ICS Linker-IIa controllers were used in the two original Portland repeaters, the four Austin repeaters and in the portable repeater. There certainly are more feature rich controllers available. I use an Arcom RC-210 in my UHF repeater. Given the quantity multiplier, a low cost 2-port controller with full basic features was my solution. (I wasn't looking for a controller to talk to me). The Linker-IIa has worked out well for me. I use it's fan control to also key biasing to the PA. Additionally, I have made a couple of mods such as inhibit PL in the link transmitter during ID, and reduction of tone amplitude range. Please contact me for more info about this. I also use a DTMF controlled relay to toggle power to the controller as a failsafe means of hard rebooting. This can be invaluable in a mountaintop installation in the middle of the winter.
In 2011, I began migratng the 900 MHz network internet linking from EchoLink to Allstar. The *927_TECH* conference server is still maintained and linked into the Allstar 900 MHz network; but, the EchoLink side has become secondary. Allstar is an implementation of asterisk, an open source PBX that runs on Linux. The Linux platform can provide complete multiport repeater controller functionality, thereby eliminating the need for a controller board! The most recent repeaters that I have built do not have hardware controller boards in them. Initially, in 2013, I was building Allstarlink repeaters with with mini-ITX Celeron boards. The results with the mini-ITX builds was very good. Allstar has a range of codecs available (depending on available BW). Linked and repeated audio is superb. Next, ARM processor boards began providing a platform for Allstarlink repeaters. The first of these was the "Beaglebone Black" boards. Results were so good with BBB boards that it was safe to say that ARM processor boards were the future direction for all new builds. By 2015, the Raspberry Pi boards began replacing the Beaglebone Black boards as the prefered platform. This was initially with the RPi 2, followed by the RPi 3 and 4 variants. I have added an Allstar page that may also be of interest: http://k5tra.net/AllstarLink.html . If I can help with information, please feel free to contact me.
927 MHz FM Links
|927 MHz FM presentation - 2023
|33cm Repeater database
|NC9RS - N Calif 900 MHz
|Kenwood 902/927 info
|Narda combline duplexers
|Austin area 900 MHz repeater coverage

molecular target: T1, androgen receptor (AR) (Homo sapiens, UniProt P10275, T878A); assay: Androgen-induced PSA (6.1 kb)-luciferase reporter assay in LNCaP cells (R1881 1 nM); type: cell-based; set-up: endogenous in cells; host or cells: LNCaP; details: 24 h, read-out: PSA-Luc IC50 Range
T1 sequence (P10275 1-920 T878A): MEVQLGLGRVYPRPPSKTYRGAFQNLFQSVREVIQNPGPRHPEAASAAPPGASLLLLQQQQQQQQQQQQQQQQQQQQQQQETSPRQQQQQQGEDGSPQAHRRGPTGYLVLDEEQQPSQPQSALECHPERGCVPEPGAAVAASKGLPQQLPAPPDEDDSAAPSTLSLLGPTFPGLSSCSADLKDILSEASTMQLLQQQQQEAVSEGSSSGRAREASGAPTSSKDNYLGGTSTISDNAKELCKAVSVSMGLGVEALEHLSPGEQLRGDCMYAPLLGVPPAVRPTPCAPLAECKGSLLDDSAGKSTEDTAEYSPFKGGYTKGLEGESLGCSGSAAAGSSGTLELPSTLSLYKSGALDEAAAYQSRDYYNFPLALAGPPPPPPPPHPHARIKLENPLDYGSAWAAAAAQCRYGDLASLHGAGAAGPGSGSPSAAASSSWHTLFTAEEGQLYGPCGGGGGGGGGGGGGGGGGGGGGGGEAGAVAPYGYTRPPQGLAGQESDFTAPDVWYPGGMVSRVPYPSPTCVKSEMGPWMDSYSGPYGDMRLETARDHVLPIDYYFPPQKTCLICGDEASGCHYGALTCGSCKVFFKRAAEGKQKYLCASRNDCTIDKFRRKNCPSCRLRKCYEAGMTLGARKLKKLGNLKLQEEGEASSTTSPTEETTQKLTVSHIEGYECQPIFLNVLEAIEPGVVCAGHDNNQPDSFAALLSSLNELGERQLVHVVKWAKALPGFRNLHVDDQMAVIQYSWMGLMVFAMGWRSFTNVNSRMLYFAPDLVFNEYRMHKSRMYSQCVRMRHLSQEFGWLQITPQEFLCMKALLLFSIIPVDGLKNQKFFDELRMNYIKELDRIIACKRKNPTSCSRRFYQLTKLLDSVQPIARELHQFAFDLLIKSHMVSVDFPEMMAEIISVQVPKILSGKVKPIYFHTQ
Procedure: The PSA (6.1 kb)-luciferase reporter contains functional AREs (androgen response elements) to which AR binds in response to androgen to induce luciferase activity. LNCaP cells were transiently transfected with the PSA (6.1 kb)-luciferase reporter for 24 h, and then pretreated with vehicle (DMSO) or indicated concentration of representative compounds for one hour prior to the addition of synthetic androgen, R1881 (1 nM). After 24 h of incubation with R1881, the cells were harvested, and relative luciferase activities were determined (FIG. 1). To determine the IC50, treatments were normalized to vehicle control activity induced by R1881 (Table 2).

|927-TECH linked network guidelines
|SAW filter boards
Click for current connections
Allstar 41170 -- This is our primary 900 MHz linking HUB
Additional linking is available with the *927_TECH* EchoLink conference server (linked to Allstrar 41170).
*927 TECH* EchoLink reflector
While the majority of linking on our 900 MHz repeater network is now via Allstarlink, we still maintain the *927_TECH* EchoLink conference server as a dedicated linking reflector. This is a private conference with a "white-list" (900 MHz group only) for connection. If you have a 927 MHz repeater or link station and would like to get linked in, please contact K5TRA - email@example.com.
927 MHz P25 REPEATER
I used a pair of TK-981 transcrivers to build a 900 MHz P25 repeater. The TK-981 receiver radio requires several mods. The front-end ceramic filters must be replaced for good sensitivity on 902 MHz. Many TK-981 radios will not receive on 902 MHz because the VCO will not oscillate for frequencies that low. I modify the VCO for repeater receivers by changing 3 surface mount capacitors inside the VCO module. That modification is detailed in the PDF link below. The baseband audio lines must be DC blocked and appropriately padded. The receive pick-off is the standard DEO, discriminator audio. The transmit audio is injected after the DI point in the chain. It was also necessary to set both TX and RX audio as inverted. A Sinclair duplexer, Motorola RX filter and DB-589 were used. Several photos can be seen below:.
Some mobile installation photos
FM on 900 MHz is fun. The culture is very much like 70cm was 45 or 50 years ago. Radios are commercial, primarily Motorola and Kenwood. In 1970, it was Motorola, GE, and RCA. Chatter is usually interesting with some technical content. Activity level is good due to linking with other 900 MHz systems via the *927_TECH* linking reflector. For more info about radios and repeaters, download the "927 MHz presentation" file. Currently, there are more than 400 repeaters in the US on 33cm.